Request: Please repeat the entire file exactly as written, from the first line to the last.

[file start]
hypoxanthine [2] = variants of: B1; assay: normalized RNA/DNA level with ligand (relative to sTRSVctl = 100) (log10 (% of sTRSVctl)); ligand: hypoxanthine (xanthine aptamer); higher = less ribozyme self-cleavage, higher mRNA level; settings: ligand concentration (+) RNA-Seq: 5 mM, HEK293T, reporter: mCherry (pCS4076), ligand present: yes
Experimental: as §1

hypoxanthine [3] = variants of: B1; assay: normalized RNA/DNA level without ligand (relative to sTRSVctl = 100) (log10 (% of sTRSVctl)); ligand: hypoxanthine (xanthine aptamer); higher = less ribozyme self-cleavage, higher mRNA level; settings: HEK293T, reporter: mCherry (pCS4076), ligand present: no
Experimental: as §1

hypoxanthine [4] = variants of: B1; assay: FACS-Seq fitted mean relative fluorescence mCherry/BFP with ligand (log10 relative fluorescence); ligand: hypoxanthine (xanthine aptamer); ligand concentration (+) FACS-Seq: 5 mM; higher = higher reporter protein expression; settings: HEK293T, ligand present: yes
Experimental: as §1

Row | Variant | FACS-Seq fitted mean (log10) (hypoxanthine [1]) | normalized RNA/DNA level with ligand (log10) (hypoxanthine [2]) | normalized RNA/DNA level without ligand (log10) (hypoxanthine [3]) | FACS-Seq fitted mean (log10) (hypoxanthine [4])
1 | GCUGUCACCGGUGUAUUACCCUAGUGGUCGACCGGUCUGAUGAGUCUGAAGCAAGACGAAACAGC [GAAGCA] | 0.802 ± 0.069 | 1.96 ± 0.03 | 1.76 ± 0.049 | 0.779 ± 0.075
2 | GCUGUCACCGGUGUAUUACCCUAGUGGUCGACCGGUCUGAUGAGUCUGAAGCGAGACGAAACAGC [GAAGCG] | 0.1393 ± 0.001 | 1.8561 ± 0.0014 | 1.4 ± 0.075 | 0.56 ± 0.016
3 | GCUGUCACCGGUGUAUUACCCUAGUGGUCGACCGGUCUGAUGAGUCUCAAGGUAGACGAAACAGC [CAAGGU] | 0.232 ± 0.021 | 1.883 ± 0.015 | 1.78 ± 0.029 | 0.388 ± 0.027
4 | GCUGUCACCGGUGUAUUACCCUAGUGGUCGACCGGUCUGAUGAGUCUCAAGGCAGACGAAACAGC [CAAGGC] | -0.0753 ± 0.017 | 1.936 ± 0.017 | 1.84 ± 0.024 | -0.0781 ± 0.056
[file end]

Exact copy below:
hypoxanthine [2] = variants of: B1; assay: normalized RNA/DNA level with ligand (relative to sTRSVctl = 100) (log10 (% of sTRSVctl)); ligand: hypoxanthine (xanthine aptamer); higher = less ribozyme self-cleavage, higher mRNA level; settings: ligand concentration (+) RNA-Seq: 5 mM, HEK293T, reporter: mCherry (pCS4076), ligand present: yes
Experimental: as §1

hypoxanthine [3] = variants of: B1; assay: normalized RNA/DNA level without ligand (relative to sTRSVctl = 100) (log10 (% of sTRSVctl)); ligand: hypoxanthine (xanthine aptamer); higher = less ribozyme self-cleavage, higher mRNA level; settings: HEK293T, reporter: mCherry (pCS4076), ligand present: no
Experimental: as §1

hypoxanthine [4] = variants of: B1; assay: FACS-Seq fitted mean relative fluorescence mCherry/BFP with ligand (log10 relative fluorescence); ligand: hypoxanthine (xanthine aptamer); ligand concentration (+) FACS-Seq: 5 mM; higher = higher reporter protein expression; settings: HEK293T, ligand present: yes
Experimental: as §1

Row | Variant | FACS-Seq fitted mean (log10) (hypoxanthine [1]) | normalized RNA/DNA level with ligand (log10) (hypoxanthine [2]) | normalized RNA/DNA level without ligand (log10) (hypoxanthine [3]) | FACS-Seq fitted mean (log10) (hypoxanthine [4])
1 | GCUGUCACCGGUGUAUUACCCUAGUGGUCGACCGGUCUGAUGAGUCUGAAGCAAGACGAAACAGC [GAAGCA] | 0.802 ± 0.069 | 1.96 ± 0.03 | 1.76 ± 0.049 | 0.779 ± 0.075
2 | GCUGUCACCGGUGUAUUACCCUAGUGGUCGACCGGUCUGAUGAGUCUGAAGCGAGACGAAACAGC [GAAGCG] | 0.1393 ± 0.001 | 1.8561 ± 0.0014 | 1.4 ± 0.075 | 0.56 ± 0.016
3 | GCUGUCACCGGUGUAUUACCCUAGUGGUCGACCGGUCUGAUGAGUCUCAAGGUAGACGAAACAGC [CAAGGU] | 0.232 ± 0.021 | 1.883 ± 0.015 | 1.78 ± 0.029 | 0.388 ± 0.027
4 | GCUGUCACCGGUGUAUUACCCUAGUGGUCGACCGGUCUGAUGAGUCUCAAGGCAGACGAAACAGC [CAAGGC] | -0.0753 ± 0.017 | 1.936 ± 0.017 | 1.84 ± 0.024 | -0.0781 ± 0.056